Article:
Cystic fibrosis (CF) is caused by mutations in the gene responsible for making the protein CFTR. Progress toward understanding the disease-causing mechanisms and developing new therapies has been hampered by the lack of a good animal model; e.g., CF mice fail to develop many of the symptoms seen in patients with CF. However, two independent reports in the April issue of the Journal of Clinical Investigation have described the first steps toward developing large animal (pig and ferret) models of the disease.
A team of researchers from the University of Iowa, Iowa City, and the University of Missouri Columbia, used recombinant adeno-associated virus (rAAV) vectors to alter the CFTR gene in pig fibroblasts such that was disrupted or contained the most common CF-associated mutation (delta-F508). The nucleus of these cells was used to fertilize the eggs of female pigs, and male piglets carrying one or other the mutated CFTR genes were generated. A similar approach rAAV targeting of the CFTR gene in ferret fibroblasts, followed by the transfer of the nucleus of the cells to the eggs of female ferrets was taken by John Engelhardt and colleagues, at the University of Iowa, Iowa City, to generate male ferrets carrying a mutated CFTR gene. As noted by the authors of both papers, these studies have not only provided animals that might lead to the development of a good animal model of CF, but also have described approaches that might be useful for the development of large animals models of other human genetic diseases.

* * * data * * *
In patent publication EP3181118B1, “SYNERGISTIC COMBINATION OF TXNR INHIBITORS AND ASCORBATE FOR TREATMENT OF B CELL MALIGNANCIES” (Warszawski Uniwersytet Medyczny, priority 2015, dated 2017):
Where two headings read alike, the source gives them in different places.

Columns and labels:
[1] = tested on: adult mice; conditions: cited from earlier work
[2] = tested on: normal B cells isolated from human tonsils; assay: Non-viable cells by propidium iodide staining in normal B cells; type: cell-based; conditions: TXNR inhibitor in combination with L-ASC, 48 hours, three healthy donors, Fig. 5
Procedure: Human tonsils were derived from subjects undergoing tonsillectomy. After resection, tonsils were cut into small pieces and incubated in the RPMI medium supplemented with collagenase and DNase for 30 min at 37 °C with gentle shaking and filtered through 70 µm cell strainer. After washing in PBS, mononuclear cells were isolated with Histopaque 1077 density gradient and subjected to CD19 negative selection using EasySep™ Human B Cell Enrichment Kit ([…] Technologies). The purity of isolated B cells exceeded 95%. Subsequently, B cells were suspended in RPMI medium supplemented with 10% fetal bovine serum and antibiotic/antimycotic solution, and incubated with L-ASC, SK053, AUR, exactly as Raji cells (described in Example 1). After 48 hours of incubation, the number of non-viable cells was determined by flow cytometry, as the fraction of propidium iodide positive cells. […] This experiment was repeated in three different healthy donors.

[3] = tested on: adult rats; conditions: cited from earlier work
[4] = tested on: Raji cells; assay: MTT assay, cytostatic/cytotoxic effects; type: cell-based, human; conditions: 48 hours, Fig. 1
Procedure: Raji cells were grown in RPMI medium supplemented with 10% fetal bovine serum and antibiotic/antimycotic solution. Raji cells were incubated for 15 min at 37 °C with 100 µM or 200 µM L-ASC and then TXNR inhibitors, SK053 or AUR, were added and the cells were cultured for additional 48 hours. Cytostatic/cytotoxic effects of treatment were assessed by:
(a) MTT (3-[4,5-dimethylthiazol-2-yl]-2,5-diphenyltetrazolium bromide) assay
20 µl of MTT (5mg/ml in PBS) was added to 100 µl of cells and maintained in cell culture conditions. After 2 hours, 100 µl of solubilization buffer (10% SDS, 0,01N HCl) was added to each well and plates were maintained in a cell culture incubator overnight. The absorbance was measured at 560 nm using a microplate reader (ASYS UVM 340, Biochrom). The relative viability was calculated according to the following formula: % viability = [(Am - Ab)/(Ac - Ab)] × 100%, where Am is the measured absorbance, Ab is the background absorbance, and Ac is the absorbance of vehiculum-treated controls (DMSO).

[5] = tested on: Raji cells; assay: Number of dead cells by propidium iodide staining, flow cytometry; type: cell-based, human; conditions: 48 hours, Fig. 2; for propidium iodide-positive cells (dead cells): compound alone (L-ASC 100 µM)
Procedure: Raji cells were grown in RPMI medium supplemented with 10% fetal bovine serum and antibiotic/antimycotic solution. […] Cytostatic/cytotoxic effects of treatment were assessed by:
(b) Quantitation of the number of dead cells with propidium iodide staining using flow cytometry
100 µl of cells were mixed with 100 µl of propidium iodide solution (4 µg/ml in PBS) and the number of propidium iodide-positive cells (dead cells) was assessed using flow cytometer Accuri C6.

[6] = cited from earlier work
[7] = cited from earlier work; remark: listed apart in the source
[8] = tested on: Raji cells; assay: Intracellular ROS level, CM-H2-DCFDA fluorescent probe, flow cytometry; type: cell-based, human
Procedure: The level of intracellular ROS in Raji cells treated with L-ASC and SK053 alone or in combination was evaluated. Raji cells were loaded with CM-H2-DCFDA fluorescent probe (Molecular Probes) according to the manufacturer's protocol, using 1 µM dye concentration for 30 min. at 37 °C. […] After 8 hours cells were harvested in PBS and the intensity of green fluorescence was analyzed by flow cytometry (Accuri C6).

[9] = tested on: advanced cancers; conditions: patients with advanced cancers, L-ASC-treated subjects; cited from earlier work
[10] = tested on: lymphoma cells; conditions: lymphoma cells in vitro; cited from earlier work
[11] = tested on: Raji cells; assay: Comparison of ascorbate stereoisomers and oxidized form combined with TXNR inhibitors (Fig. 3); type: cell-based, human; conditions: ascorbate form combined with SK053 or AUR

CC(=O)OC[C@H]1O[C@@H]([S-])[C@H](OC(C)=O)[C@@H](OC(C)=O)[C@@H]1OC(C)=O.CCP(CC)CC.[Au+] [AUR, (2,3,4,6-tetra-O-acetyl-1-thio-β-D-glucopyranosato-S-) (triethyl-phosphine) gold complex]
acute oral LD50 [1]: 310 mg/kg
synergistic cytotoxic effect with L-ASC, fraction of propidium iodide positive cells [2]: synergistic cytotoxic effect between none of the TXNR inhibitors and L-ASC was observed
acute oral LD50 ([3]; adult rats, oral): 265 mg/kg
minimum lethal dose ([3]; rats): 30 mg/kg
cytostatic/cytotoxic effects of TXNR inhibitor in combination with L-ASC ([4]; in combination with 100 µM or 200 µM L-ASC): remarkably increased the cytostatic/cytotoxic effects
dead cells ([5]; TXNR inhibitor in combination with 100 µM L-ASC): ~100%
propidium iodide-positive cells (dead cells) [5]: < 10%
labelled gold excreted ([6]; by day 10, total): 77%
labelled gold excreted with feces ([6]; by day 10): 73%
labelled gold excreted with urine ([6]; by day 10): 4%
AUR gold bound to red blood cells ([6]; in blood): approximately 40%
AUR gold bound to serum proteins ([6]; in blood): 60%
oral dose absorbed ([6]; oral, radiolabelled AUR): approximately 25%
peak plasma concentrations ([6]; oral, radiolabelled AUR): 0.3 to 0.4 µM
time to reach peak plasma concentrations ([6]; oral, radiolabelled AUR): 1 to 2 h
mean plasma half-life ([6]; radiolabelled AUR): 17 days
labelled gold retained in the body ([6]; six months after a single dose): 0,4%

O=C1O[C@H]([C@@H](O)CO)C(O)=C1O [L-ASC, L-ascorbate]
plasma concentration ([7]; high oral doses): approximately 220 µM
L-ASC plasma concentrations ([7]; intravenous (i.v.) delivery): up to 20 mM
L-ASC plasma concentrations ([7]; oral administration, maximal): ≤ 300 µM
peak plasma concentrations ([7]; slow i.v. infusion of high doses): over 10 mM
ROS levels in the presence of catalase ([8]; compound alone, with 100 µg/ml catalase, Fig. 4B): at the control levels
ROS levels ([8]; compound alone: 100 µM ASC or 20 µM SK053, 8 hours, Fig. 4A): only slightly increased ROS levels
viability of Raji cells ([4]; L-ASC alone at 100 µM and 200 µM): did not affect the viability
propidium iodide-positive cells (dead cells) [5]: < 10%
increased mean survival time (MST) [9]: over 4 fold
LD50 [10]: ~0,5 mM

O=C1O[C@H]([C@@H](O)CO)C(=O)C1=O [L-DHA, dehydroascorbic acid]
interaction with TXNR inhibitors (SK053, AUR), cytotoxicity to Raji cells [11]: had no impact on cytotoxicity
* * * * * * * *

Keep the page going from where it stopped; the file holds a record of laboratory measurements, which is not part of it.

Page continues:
|Contact: Karen Honey|
Journal of Clinical Investigation